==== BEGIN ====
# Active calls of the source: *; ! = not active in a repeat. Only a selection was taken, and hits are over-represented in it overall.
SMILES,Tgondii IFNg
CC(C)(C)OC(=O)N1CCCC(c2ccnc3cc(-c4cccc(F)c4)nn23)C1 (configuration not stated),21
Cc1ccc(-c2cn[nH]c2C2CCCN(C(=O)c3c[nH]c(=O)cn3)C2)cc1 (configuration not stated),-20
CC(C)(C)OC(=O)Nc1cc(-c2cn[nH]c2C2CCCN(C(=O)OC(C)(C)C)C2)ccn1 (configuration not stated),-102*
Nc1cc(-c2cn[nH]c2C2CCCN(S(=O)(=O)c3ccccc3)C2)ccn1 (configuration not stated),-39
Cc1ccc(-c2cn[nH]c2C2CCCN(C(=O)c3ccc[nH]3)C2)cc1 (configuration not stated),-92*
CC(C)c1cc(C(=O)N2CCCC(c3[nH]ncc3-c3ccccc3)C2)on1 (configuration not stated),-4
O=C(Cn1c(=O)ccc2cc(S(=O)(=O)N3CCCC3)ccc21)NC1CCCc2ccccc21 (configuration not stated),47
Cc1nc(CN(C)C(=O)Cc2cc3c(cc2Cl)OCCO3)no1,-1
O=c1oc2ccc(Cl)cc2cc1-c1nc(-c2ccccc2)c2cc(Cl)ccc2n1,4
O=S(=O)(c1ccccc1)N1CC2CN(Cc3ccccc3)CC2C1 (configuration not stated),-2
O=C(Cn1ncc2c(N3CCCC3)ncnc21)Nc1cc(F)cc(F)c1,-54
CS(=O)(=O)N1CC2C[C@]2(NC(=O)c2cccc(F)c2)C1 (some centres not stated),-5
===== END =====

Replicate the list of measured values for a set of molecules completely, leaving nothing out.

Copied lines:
# Active calls of the source: *; ! = not active in a repeat. Only a selection was taken, and hits are over-represented in it overall.
SMILES,Tgondii IFNg
CC(C)(C)OC(=O)N1CCCC(c2ccnc3cc(-c4cccc(F)c4)nn23)C1 (configuration not stated),21
Cc1ccc(-c2cn[nH]c2C2CCCN(C(=O)c3c[nH]c(=O)cn3)C2)cc1 (configuration not stated),-20
CC(C)(C)OC(=O)Nc1cc(-c2cn[nH]c2C2CCCN(C(=O)OC(C)(C)C)C2)ccn1 (configuration not stated),-102*
Nc1cc(-c2cn[nH]c2C2CCCN(S(=O)(=O)c3ccccc3)C2)ccn1 (configuration not stated),-39
Cc1ccc(-c2cn[nH]c2C2CCCN(C(=O)c3ccc[nH]3)C2)cc1 (configuration not stated),-92*
CC(C)c1cc(C(=O)N2CCCC(c3[nH]ncc3-c3ccccc3)C2)on1 (configuration not stated),-4
O=C(Cn1c(=O)ccc2cc(S(=O)(=O)N3CCCC3)ccc21)NC1CCCc2ccccc21 (configuration not stated),47
Cc1nc(CN(C)C(=O)Cc2cc3c(cc2Cl)OCCO3)no1,-1
O=c1oc2ccc(Cl)cc2cc1-c1nc(-c2ccccc2)c2cc(Cl)ccc2n1,4
O=S(=O)(c1ccccc1)N1CC2CN(Cc3ccccc3)CC2C1 (configuration not stated),-2
O=C(Cn1ncc2c(N3CCCC3)ncnc21)Nc1cc(F)cc(F)c1,-54
CS(=O)(=O)N1CC2C[C@]2(NC(=O)c2cccc(F)c2)C1 (some centres not stated),-5